Thursday, 1 October 2015

The Avengers: 'A Touch of Brimstone' (James Hill, 1966)


 Another of this notionally cinematic blog's occasional detours into the realms of the televisual here, just to coincide with my current marathon of The Avengers hitting one of the series' most notable and controversial highlights - Brian Clemens' and James Hill's gleeful and infamous "A Touch of Brimstone".


When i began this Avengers-athon a few months ago i found myself enjoying the early 'gritty' phase of the series, the time when this was a show about Ian Hendry's Dr David Keel avenging the murder of his fiancee, of Keel and Steed stalking through noir-ish stories in raincoats, of the ineffectual Martin King, of Venus Smith and her chansons and of Honor Blackman as Catherine Gale of the judo throws and the kinky boots (oh, and now i have that song stuck in my head).  In fact, i was enjoying the neglected early phase of the programme so much (how hipsterish of me) that i found myself approaching the much lauded, much repeated 'Steed and Mrs Peel' phase of the show with something approaching dread.  It just wasn't going to be the same - it was going to throw away the verisimilitude of real world settings and believable characters for quips and a lighter touch and fairytale and i probably wouldn't like it.  And then i realised that i was beginning to sound like a bitter old Doctor Who fan mumbling into his real ale darkly of Moffat and murder and bring back RTD, and a quick self-delivered headsmack later i stopped.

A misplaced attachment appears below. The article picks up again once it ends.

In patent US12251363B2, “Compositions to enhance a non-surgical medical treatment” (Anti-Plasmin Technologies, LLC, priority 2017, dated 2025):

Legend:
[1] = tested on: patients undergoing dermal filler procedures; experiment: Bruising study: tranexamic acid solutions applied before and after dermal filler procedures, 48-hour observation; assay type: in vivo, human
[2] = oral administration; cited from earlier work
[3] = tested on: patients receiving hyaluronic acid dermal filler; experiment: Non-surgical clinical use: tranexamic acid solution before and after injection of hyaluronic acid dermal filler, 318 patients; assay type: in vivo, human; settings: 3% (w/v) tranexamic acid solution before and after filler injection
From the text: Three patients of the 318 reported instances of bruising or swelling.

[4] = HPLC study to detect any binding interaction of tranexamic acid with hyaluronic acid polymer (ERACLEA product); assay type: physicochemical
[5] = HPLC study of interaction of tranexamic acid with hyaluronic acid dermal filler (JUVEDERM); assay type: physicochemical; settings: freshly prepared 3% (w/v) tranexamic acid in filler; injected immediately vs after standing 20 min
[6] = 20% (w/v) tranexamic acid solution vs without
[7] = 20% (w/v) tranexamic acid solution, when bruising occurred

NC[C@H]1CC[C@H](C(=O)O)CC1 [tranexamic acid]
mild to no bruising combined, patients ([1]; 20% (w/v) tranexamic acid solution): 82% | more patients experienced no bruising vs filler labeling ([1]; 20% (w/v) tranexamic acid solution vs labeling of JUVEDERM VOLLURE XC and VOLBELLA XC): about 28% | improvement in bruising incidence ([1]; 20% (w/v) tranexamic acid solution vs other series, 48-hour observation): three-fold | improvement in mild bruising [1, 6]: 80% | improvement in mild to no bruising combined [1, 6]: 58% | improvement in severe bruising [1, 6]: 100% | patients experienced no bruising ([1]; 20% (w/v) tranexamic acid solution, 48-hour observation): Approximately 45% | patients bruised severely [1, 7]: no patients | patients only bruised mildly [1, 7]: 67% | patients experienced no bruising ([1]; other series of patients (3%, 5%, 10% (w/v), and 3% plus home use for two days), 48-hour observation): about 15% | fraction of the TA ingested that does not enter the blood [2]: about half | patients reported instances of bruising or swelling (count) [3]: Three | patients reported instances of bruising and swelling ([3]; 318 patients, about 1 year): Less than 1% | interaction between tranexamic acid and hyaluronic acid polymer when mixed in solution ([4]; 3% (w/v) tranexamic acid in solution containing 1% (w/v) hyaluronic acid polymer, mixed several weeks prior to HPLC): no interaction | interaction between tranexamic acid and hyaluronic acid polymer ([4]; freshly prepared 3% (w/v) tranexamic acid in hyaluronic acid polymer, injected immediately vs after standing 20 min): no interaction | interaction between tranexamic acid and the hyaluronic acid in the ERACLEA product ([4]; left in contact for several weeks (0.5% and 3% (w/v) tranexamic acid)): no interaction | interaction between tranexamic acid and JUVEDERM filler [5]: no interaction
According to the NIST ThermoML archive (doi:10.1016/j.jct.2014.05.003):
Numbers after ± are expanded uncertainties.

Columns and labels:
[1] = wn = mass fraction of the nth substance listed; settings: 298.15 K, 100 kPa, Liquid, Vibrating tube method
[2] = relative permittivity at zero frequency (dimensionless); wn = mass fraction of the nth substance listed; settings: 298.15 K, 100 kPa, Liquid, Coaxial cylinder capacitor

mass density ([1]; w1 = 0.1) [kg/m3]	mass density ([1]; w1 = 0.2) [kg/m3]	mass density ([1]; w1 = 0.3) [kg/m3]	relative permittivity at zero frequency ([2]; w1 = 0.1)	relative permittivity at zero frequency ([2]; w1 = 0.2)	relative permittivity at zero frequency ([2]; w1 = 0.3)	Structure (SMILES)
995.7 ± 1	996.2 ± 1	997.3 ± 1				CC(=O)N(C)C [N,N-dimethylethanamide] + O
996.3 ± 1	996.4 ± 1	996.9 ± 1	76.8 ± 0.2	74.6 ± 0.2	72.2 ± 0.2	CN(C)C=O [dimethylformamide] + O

What on Earth was i worried about?  This era of the show, wherein it went from ABC (Associated British Corporation) to the ABC of the Yoo-Ess of Ay, and escaped the videotaped claustrophobic confines of Teddington Studios for the filmed vistas of Elstree - all overseen by the new producer Julian Wintle (with Albert Fennell and Brian Clemens as executive and associate producers) - is viewed by fans both hardcore and casual as a golden age for a reason.  And this particular nugget of dark sulphuric wit, written by Clemens (later to be the scriptwriter of And Soon the Darkness [1970], Dr Jekyll and Sister Hyde [1971], The Golden Voyage of Sinbad [1973], Captain Kronos: Vampire Hunter [1974] and The Watcher in the Woods [1980]) as he was approaching the height of his powers as a writer of witty fantastique, and ably helmed by Hill (A Study in Terror [1965], Born Free [1966], Black Beauty [1971]) with the leading duo of Patrick Macnee's John Steed and Diana Rigg's Emma Peel in the full bloom of their witty / flirty / sexy charm.


 Opening with an arch statement of intent performance from guest villain Peter Wyngarde (The Innocents [1961], Night of the Eagle [1962], Flash Gordon [1980] as well of course as television's Department S [1969 - 70] and Jason King [1971 - 72]) as the debonair, decadent and distinctly dis-Honourable John Cleverly Cartney the scene is soon set for foxy flirting betwixt the carnal Cartney and an icily imperious investigating Emma ('I've come here to appeal to you, Mr Cartney' says Mrs Peel undercover as a charity collector.  'You certainly do that...' he rogueishly replies).